Surprise bonus for being thorough

linnea56(z5 IL)December 2, 2009

Since the next week or more is supposed to be cold, I got out today to do some remaining work in the yard. I had 3 Icicle helichrysum plants in my big deck pots (looks like a silvery rosemary plant). This was the first year I had ever seen these and I loved them. Great silver accent color, and never got weedy. They were the tall accent in my pots. I donÂt know if I will ever see them offered for sale again. Even after all the other annuals died off after frost in these pots, the Icicle still looked great. I decided to see if I could save them, so transplanted them into 1 gal pots small enough to bring into the house. I hope it works and they donÂt die from indoor heat.

In the process I found a few things still in the pots. 5 tuberous begonias and 2 dahlias! Apparently I had overlooked these when I dug out the other tuberous begonias, callas, and dahlias weeks ago when the frost first zapped them. It seems like a lot to miss: but I guess with the tops dead I had forgotten how many I had in there. After I found the first one I crumbled up every promising lump left in the pots. Messy, but oh, so rewarding! I wonder if they have been damaged by being out so long. They were all still firm, though on the first begonia I cut a chunk off with the trowel.

Wow. I feel like I just got a freebie!!! You know you are lacking in gardening thrills when you get this excited about finding things you didnÂt know you had.

I wonder what I will find to do for adventure next week.

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donnabaskets(Zone 8a, Central MS)

Good for you, Linnea. If you hadn't been working out there, they'd have all been compost by spring. I worked outside this morning scraping all the mulch and stuff from a row of 9 hydrangeas. They had some kind of a fungus this year and I am hoping that by doing this and stripping off all their dead leaves, I will not have the same problem next year. As I scraped, I discovers dozens and dozens of Snowflakes coming up. A promise of spring...

    Bookmark   December 3, 2009 at 3:08PM
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Chemocurl zn5b/6a Indiana(zone 5/6)

As I scraped, I discovers dozens and dozens of Snowflakes coming up. A promise of spring...
hmmm...do you maybe mean Snowdrops? I'm not familiar with Snowflakes, but might need some once I know what they are.

Congrats Linnea, on finding some goodies, without having to go shopping. Just like free plants for next year, huh?

I wonder what I will find to do for adventure next week.
Go walking around to see what all spring bulbs might be springing up early.

Sue

    Bookmark   December 3, 2009 at 4:11PM
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tugbrethil

That's like last month, when I dug out some vincas, and discovered 17 Narcissus bulbs that I had forgotten. It's the gardening equivalent of cleaning under your couch cushions!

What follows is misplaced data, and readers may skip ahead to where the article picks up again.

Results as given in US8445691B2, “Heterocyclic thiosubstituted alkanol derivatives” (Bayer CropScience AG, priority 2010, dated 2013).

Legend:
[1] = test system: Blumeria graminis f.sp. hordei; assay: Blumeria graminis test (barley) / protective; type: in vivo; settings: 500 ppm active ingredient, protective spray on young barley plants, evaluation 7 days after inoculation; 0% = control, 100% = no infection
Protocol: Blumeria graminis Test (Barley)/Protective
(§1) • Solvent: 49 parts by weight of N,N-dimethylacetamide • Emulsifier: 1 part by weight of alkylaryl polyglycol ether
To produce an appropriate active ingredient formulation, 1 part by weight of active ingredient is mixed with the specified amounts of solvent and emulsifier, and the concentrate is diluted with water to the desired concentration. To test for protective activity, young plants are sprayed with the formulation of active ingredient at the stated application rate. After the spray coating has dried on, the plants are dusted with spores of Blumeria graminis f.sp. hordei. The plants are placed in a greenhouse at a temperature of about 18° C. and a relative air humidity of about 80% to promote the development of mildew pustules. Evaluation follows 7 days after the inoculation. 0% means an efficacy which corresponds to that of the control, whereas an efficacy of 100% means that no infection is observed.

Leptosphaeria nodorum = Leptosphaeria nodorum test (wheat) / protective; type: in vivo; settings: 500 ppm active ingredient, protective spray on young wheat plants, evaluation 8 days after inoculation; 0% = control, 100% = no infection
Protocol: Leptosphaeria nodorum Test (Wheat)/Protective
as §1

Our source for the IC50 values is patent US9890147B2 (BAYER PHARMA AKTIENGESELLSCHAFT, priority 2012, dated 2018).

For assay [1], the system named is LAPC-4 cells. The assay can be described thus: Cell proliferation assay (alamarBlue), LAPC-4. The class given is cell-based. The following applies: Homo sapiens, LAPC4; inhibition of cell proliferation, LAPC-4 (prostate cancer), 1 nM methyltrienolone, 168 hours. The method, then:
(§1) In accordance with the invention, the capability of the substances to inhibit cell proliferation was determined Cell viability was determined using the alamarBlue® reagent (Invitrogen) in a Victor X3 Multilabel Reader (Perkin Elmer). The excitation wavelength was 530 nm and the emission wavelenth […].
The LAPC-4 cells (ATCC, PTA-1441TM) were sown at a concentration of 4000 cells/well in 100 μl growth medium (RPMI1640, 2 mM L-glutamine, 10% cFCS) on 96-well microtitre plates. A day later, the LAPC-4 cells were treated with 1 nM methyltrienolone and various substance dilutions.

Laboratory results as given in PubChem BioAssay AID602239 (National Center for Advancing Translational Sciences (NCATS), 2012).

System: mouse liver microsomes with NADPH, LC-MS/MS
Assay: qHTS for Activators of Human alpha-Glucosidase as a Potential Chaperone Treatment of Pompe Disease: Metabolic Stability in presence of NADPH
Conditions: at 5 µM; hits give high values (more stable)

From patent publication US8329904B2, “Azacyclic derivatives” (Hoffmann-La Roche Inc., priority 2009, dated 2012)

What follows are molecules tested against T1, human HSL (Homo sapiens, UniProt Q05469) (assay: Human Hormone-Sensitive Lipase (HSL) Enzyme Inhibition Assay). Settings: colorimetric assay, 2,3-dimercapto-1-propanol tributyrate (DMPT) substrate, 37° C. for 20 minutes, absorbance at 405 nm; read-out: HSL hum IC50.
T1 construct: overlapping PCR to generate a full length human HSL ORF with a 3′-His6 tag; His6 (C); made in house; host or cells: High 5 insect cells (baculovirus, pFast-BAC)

Kevin : ])

    Bookmark   December 3, 2009 at 4:27PM
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pitimpinai(z6 Chicago)

Linnea, the dahlia tubers should be OK. I don't have callas or begonia, but as long as they have not been frozen they should be alright.

I dug up my dahlia tubers in October and stored them in my detached garage. But it was so warm in November that they have sprouted! I managed to move them all to my insulated but unheated attic this afternoon. They should be alright until spring.

I wanted to dig up my annual geranium to pot them up, but was too tired. If they survive until this weekend, I may pot them up and bring them inside this weekend. :-D
Many things in my garden are still in bloom, having survived light frost several times. They may freeze by the weekend since the temp is supposed to drop to 20s tonight and tomorrow.

Sue, donnabaskets probably meant Leucojum when she mentioned Snowflakes. I have a lot of Leucojum aestivum 'Gravetye Giant'. They are sprouting just like Daffodils. I love this spring bulb. It multiplies very fast, though....much faster than any daffodils I have. I need to thin them out only after 3-4 years.

    Bookmark   December 3, 2009 at 10:33PM
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donnabaskets(Zone 8a, Central MS)

Right, leucojum. I got them from an older woman who had them growing in patches in the lawn of her antebellum home. She said they were there when she moved in FIFTY years ago. I dug a small clump that spring and brought them straight home and planted them. Lucky for me, that is the best way to do it since they evidently have a short shelf life. Unfortunately, Snowdrops do not grow for me here. Not enough cold. I have tried every variety that I could find available, because I do love them. Oh well. Snowflakes are the next best thing. Not only do they not need hard winters, but they are very tolerant of moist soil year round. They are lovely. Their one drawback is that their foliage is similar to the larger daffodils: slow to ripen. I have them under my hydrangeas which helps.

    Bookmark   December 4, 2009 at 3:28PM
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